CHAT: Are influencers still influential? One business is saying no and taking a stand

24 June 2019

Over the past five years the social media landscape has changed significantly. With the influencer industry booming, it is projected to generate as much as $10 billion by 2020. A few years ago to engage a top influencer it would cost between $5,000 to $10,000, however now brands are paying over $100,000 for the same agreement. As more and more brands have saturated the market, demand for influencers has skyrocketed.

As new technologies emerge and various marketing techniques are exposed, the public are beginning to see through the influencers’ guise. Some influencers are using apps and bots to grow their following and increase engagement, which can cost brands millions.

However, one company is taking a stand and, rather than spending a large sum of their marketing budget on influencers, it has decided to give back to its community of loyal customers. Combining natural therapies with science, Glow Dreaming uses four key elements to bring the latest patented sleep technology to a child’s bedtime routine. The three-year-old business is set to turnover more than $4 million this financial year. After closely examining the data, Aloni and Cara Benau – co-founders of Glow Dreaming, realised that although initially helpful influencers were no longer positively helping their business.

“We were spending a considerable portion of our marketing budget on influencers and the feedback was that consumers weren’t buying it anymore. They could see that it was paid advertising and it simply lacked authenticity. We quickly discovered that you can’t buy trust,” says Aloni. “When it comes to the health and wellbeing of their children, mums want to trust the brands they purchase from. They don’t want to second guess if the product is simply being advertised for the sake of a cash-to-follower transaction.”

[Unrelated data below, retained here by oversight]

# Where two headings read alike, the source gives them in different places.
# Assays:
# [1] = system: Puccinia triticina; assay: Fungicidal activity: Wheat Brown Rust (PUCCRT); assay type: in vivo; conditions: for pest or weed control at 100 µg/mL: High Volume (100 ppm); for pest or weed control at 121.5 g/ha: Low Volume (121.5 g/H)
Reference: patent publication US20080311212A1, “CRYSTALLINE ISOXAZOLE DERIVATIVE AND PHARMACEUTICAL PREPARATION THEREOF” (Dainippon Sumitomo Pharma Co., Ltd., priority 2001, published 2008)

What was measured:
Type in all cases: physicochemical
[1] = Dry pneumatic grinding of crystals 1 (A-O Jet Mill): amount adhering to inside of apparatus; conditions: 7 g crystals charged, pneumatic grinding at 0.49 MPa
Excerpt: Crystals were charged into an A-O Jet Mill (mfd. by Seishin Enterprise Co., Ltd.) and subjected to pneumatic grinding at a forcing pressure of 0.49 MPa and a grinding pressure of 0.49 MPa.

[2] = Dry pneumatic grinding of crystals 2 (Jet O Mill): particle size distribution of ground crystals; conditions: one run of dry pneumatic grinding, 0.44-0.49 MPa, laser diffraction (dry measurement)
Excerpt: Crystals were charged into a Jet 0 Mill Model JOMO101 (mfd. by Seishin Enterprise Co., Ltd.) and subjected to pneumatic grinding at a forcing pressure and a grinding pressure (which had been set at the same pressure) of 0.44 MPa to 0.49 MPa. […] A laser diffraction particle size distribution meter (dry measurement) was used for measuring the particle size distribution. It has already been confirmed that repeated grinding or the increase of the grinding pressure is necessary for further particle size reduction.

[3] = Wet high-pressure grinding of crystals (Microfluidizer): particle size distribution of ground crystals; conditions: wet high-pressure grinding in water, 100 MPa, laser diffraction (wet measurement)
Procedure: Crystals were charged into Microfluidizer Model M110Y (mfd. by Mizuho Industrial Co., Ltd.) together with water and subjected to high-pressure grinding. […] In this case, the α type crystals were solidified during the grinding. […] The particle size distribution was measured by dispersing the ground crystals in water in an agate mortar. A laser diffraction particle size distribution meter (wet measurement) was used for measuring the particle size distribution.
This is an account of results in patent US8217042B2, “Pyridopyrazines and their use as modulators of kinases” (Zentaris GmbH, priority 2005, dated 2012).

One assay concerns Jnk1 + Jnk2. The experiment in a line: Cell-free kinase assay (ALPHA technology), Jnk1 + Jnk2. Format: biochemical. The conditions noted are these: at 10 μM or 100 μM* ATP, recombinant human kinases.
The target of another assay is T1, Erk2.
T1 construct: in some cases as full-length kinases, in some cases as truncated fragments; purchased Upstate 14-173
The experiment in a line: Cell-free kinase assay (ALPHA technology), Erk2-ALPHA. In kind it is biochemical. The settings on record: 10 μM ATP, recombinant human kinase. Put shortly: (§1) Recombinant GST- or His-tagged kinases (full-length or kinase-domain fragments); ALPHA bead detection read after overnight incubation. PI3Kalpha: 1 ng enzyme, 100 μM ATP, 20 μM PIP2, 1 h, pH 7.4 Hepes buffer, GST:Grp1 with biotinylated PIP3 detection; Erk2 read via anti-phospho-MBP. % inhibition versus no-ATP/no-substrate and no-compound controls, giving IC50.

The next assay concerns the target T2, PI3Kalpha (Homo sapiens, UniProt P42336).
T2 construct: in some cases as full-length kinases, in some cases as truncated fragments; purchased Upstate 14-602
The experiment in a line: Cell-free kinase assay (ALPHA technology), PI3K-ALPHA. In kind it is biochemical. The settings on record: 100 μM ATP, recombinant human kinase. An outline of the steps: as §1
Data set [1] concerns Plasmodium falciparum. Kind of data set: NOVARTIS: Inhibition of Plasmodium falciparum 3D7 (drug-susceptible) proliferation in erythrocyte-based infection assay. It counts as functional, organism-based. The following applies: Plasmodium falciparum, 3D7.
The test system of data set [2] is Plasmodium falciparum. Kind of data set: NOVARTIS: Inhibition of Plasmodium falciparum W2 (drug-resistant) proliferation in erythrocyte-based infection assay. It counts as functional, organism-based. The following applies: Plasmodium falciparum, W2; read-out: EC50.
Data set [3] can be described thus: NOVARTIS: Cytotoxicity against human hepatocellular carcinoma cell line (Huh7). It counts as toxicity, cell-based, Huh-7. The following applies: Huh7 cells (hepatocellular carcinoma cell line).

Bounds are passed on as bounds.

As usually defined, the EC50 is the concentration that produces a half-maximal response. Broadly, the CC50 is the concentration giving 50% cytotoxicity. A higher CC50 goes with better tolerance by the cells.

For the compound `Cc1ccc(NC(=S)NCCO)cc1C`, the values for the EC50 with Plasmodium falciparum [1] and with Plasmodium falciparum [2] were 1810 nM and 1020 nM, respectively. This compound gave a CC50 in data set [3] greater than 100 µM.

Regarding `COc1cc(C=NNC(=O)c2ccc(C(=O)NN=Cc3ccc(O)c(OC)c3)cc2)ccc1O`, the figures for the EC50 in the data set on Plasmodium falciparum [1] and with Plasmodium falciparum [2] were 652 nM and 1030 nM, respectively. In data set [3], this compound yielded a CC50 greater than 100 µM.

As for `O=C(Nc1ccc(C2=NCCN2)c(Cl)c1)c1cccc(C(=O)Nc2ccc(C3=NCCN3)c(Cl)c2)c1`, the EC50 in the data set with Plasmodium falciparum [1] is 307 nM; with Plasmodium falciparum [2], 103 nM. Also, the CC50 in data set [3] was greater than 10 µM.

Due to Glow Dreaming’s exponential growth and the large loyal fan base and community they have created, Aloni and Cara decided to use their ‘influencer funds’ to give back to their community instead.

“Our community is so important to us. Each of our customers is battling with genuine sleep problems within their household and they share their knowledge to help others in the community. This kind of family and commitment to each other is inspiring. To further encourage this hub of positivity and love we have decided to offer unlimited expert sleep help services, competitions and giveaways to reward them,” says Cara.

Glow Dreaming is not the first company to swear off influencers for the better good. In January 2018, a luxury boutique hotel in Ireland made headlines for banning all YouTubers and Instagram stars after a 22-year-old influencer requested a free five-night stay. The Australian Government, Ferrari, David Jones and Unilever - whose product range includes such high street staples as Dove soap, Hellman’s mayonnaise and Magnum ice creams, are just a few companies that have also made more strict regulations in regards to influencers or are reinvesting their budget to other areas of the business.

“Glow Dreaming has already helped over 50,000 families and we’d love to build upon this already strong foundation”, says Cara. “As owners, we believe in our product and the support of our community is a reflection of that.”

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